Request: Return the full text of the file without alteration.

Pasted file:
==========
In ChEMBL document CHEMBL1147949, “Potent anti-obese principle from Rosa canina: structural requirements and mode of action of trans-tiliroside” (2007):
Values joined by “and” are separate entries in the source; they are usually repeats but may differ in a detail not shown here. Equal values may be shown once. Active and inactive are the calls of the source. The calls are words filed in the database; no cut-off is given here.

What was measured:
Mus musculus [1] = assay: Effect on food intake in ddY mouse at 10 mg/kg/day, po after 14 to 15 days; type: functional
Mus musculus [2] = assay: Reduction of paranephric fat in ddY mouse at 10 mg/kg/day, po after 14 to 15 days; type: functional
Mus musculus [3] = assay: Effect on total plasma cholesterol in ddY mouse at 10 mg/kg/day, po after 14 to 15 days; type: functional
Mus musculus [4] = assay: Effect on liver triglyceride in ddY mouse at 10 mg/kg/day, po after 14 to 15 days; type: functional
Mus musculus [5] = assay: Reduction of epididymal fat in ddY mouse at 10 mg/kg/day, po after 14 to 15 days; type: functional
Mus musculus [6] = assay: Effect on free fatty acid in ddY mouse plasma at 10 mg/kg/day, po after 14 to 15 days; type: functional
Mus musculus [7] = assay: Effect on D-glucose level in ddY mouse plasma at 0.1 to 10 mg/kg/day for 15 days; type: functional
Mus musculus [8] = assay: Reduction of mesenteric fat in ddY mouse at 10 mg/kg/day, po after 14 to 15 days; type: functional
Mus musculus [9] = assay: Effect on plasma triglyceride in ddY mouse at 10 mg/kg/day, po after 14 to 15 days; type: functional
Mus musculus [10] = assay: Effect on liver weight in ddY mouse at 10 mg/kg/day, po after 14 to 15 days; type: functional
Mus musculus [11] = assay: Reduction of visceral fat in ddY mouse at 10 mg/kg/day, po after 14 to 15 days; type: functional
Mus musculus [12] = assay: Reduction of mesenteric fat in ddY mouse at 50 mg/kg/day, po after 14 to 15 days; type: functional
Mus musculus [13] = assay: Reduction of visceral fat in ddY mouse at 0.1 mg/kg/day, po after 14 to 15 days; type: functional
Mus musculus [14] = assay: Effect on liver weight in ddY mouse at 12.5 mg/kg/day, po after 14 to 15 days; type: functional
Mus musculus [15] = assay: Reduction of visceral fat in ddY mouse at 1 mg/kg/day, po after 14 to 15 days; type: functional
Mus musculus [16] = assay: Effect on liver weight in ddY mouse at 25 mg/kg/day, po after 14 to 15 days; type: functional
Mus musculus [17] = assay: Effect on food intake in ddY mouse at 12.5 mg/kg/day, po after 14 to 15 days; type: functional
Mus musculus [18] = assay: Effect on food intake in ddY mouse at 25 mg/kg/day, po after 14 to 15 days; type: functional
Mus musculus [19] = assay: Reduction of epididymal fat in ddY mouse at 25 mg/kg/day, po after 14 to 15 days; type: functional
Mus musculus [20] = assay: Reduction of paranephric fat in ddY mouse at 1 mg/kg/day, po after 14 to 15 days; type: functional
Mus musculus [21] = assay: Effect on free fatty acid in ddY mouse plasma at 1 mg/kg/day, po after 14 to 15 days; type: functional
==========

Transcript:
In ChEMBL document CHEMBL1147949, “Potent anti-obese principle from Rosa canina: structural requirements and mode of action of trans-tiliroside” (2007):
Values joined by “and” are separate entries in the source; they are usually repeats but may differ in a detail not shown here. Equal values may be shown once. Active and inactive are the calls of the source. The calls are words filed in the database; no cut-off is given here.

What was measured:
Mus musculus [1] = assay: Effect on food intake in ddY mouse at 10 mg/kg/day, po after 14 to 15 days; type: functional
Mus musculus [2] = assay: Reduction of paranephric fat in ddY mouse at 10 mg/kg/day, po after 14 to 15 days; type: functional
Mus musculus [3] = assay: Effect on total plasma cholesterol in ddY mouse at 10 mg/kg/day, po after 14 to 15 days; type: functional
Mus musculus [4] = assay: Effect on liver triglyceride in ddY mouse at 10 mg/kg/day, po after 14 to 15 days; type: functional
Mus musculus [5] = assay: Reduction of epididymal fat in ddY mouse at 10 mg/kg/day, po after 14 to 15 days; type: functional
Mus musculus [6] = assay: Effect on free fatty acid in ddY mouse plasma at 10 mg/kg/day, po after 14 to 15 days; type: functional
Mus musculus [7] = assay: Effect on D-glucose level in ddY mouse plasma at 0.1 to 10 mg/kg/day for 15 days; type: functional
Mus musculus [8] = assay: Reduction of mesenteric fat in ddY mouse at 10 mg/kg/day, po after 14 to 15 days; type: functional
Mus musculus [9] = assay: Effect on plasma triglyceride in ddY mouse at 10 mg/kg/day, po after 14 to 15 days; type: functional
Mus musculus [10] = assay: Effect on liver weight in ddY mouse at 10 mg/kg/day, po after 14 to 15 days; type: functional
Mus musculus [11] = assay: Reduction of visceral fat in ddY mouse at 10 mg/kg/day, po after 14 to 15 days; type: functional
Mus musculus [12] = assay: Reduction of mesenteric fat in ddY mouse at 50 mg/kg/day, po after 14 to 15 days; type: functional
Mus musculus [13] = assay: Reduction of visceral fat in ddY mouse at 0.1 mg/kg/day, po after 14 to 15 days; type: functional
Mus musculus [14] = assay: Effect on liver weight in ddY mouse at 12.5 mg/kg/day, po after 14 to 15 days; type: functional
Mus musculus [15] = assay: Reduction of visceral fat in ddY mouse at 1 mg/kg/day, po after 14 to 15 days; type: functional
Mus musculus [16] = assay: Effect on liver weight in ddY mouse at 25 mg/kg/day, po after 14 to 15 days; type: functional
Mus musculus [17] = assay: Effect on food intake in ddY mouse at 12.5 mg/kg/day, po after 14 to 15 days; type: functional
Mus musculus [18] = assay: Effect on food intake in ddY mouse at 25 mg/kg/day, po after 14 to 15 days; type: functional
Mus musculus [19] = assay: Reduction of epididymal fat in ddY mouse at 25 mg/kg/day, po after 14 to 15 days; type: functional
Mus musculus [20] = assay: Reduction of paranephric fat in ddY mouse at 1 mg/kg/day, po after 14 to 15 days; type: functional
Mus musculus [21] = assay: Effect on free fatty acid in ddY mouse plasma at 1 mg/kg/day, po after 14 to 15 days; type: functional